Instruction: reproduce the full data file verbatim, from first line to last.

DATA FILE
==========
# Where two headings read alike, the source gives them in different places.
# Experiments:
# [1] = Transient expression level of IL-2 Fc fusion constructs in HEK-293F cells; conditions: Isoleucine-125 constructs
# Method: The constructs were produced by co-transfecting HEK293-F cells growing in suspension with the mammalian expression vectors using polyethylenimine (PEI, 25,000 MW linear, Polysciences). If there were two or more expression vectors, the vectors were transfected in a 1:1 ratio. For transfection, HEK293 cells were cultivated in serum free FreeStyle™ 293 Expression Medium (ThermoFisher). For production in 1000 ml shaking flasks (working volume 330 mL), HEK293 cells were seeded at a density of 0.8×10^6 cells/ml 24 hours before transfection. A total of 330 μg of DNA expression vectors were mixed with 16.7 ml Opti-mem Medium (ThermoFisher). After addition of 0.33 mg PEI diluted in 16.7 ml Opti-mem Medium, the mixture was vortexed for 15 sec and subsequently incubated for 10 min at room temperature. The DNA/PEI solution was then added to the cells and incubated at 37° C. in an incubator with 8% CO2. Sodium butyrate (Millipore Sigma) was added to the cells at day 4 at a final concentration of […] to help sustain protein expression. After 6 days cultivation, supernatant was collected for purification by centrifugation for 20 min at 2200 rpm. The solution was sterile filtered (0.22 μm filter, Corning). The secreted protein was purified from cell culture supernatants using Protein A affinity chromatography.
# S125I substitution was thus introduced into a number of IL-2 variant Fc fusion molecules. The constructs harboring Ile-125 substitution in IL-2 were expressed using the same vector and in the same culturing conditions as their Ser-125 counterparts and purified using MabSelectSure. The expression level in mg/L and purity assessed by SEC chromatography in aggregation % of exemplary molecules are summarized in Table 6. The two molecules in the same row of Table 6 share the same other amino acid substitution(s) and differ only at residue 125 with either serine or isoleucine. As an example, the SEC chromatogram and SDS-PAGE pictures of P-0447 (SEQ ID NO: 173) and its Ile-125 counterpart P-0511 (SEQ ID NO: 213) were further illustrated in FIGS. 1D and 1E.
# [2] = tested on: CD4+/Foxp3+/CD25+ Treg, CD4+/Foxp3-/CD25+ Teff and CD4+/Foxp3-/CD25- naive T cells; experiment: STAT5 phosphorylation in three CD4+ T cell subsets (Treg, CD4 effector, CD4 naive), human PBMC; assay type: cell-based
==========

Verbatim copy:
# Where two headings read alike, the source gives them in different places.
# Experiments:
# [1] = Transient expression level of IL-2 Fc fusion constructs in HEK-293F cells; conditions: Isoleucine-125 constructs
# Method: The constructs were produced by co-transfecting HEK293-F cells growing in suspension with the mammalian expression vectors using polyethylenimine (PEI, 25,000 MW linear, Polysciences). If there were two or more expression vectors, the vectors were transfected in a 1:1 ratio. For transfection, HEK293 cells were cultivated in serum free FreeStyle™ 293 Expression Medium (ThermoFisher). For production in 1000 ml shaking flasks (working volume 330 mL), HEK293 cells were seeded at a density of 0.8×10^6 cells/ml 24 hours before transfection. A total of 330 μg of DNA expression vectors were mixed with 16.7 ml Opti-mem Medium (ThermoFisher). After addition of 0.33 mg PEI diluted in 16.7 ml Opti-mem Medium, the mixture was vortexed for 15 sec and subsequently incubated for 10 min at room temperature. The DNA/PEI solution was then added to the cells and incubated at 37° C. in an incubator with 8% CO2. Sodium butyrate (Millipore Sigma) was added to the cells at day 4 at a final concentration of […] to help sustain protein expression. After 6 days cultivation, supernatant was collected for purification by centrifugation for 20 min at 2200 rpm. The solution was sterile filtered (0.22 μm filter, Corning). The secreted protein was purified from cell culture supernatants using Protein A affinity chromatography.
# S125I substitution was thus introduced into a number of IL-2 variant Fc fusion molecules. The constructs harboring Ile-125 substitution in IL-2 were expressed using the same vector and in the same culturing conditions as their Ser-125 counterparts and purified using MabSelectSure. The expression level in mg/L and purity assessed by SEC chromatography in aggregation % of exemplary molecules are summarized in Table 6. The two molecules in the same row of Table 6 share the same other amino acid substitution(s) and differ only at residue 125 with either serine or isoleucine. As an example, the SEC chromatogram and SDS-PAGE pictures of P-0447 (SEQ ID NO: 173) and its Ile-125 counterpart P-0511 (SEQ ID NO: 213) were further illustrated in FIGS. 1D and 1E.
# [2] = tested on: CD4+/Foxp3+/CD25+ Treg, CD4+/Foxp3-/CD25+ Teff and CD4+/Foxp3-/CD25- naive T cells; experiment: STAT5 phosphorylation in three CD4+ T cell subsets (Treg, CD4 effector, CD4 naive), human PBMC; assay type: cell-based